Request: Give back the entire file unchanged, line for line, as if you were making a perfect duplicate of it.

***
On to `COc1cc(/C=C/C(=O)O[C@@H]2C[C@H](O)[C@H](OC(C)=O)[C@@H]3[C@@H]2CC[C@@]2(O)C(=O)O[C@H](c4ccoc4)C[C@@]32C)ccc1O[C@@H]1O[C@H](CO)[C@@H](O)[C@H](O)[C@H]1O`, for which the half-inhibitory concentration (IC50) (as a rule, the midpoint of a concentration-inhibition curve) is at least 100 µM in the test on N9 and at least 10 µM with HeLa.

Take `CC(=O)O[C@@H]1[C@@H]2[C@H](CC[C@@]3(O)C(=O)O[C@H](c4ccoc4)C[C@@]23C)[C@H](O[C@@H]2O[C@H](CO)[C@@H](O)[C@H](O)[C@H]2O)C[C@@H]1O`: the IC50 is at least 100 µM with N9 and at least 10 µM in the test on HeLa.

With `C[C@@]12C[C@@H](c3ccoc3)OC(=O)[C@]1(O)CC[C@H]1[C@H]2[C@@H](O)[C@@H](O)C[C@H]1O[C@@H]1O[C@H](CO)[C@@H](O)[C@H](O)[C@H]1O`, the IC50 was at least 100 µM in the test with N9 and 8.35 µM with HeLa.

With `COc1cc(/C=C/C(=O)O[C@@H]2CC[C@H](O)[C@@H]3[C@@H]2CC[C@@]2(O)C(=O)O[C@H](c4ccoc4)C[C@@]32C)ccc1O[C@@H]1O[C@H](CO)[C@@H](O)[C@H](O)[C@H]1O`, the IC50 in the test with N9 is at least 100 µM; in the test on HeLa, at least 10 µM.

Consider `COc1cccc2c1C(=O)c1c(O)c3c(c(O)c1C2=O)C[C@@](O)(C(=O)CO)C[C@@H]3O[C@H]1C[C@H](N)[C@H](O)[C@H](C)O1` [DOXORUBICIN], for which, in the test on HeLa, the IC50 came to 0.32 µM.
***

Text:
On to `COc1cc(/C=C/C(=O)O[C@@H]2C[C@H](O)[C@H](OC(C)=O)[C@@H]3[C@@H]2CC[C@@]2(O)C(=O)O[C@H](c4ccoc4)C[C@@]32C)ccc1O[C@@H]1O[C@H](CO)[C@@H](O)[C@H](O)[C@H]1O`, for which the half-inhibitory concentration (IC50) (as a rule, the midpoint of a concentration-inhibition curve) is at least 100 µM in the test on N9 and at least 10 µM with HeLa.

Take `CC(=O)O[C@@H]1[C@@H]2[C@H](CC[C@@]3(O)C(=O)O[C@H](c4ccoc4)C[C@@]23C)[C@H](O[C@@H]2O[C@H](CO)[C@@H](O)[C@H](O)[C@H]2O)C[C@@H]1O`: the IC50 is at least 100 µM with N9 and at least 10 µM in the test on HeLa.

With `C[C@@]12C[C@@H](c3ccoc3)OC(=O)[C@]1(O)CC[C@H]1[C@H]2[C@@H](O)[C@@H](O)C[C@H]1O[C@@H]1O[C@H](CO)[C@@H](O)[C@H](O)[C@H]1O`, the IC50 was at least 100 µM in the test with N9 and 8.35 µM with HeLa.

With `COc1cc(/C=C/C(=O)O[C@@H]2CC[C@H](O)[C@@H]3[C@@H]2CC[C@@]2(O)C(=O)O[C@H](c4ccoc4)C[C@@]32C)ccc1O[C@@H]1O[C@H](CO)[C@@H](O)[C@H](O)[C@H]1O`, the IC50 in the test with N9 is at least 100 µM; in the test on HeLa, at least 10 µM.

Consider `COc1cccc2c1C(=O)c1c(O)c3c(c(O)c1C2=O)C[C@@](O)(C(=O)CO)C[C@@H]3O[C@H]1C[C@H](N)[C@H](O)[C@H](C)O1` [DOXORUBICIN], for which, in the test on HeLa, the IC50 came to 0.32 µM.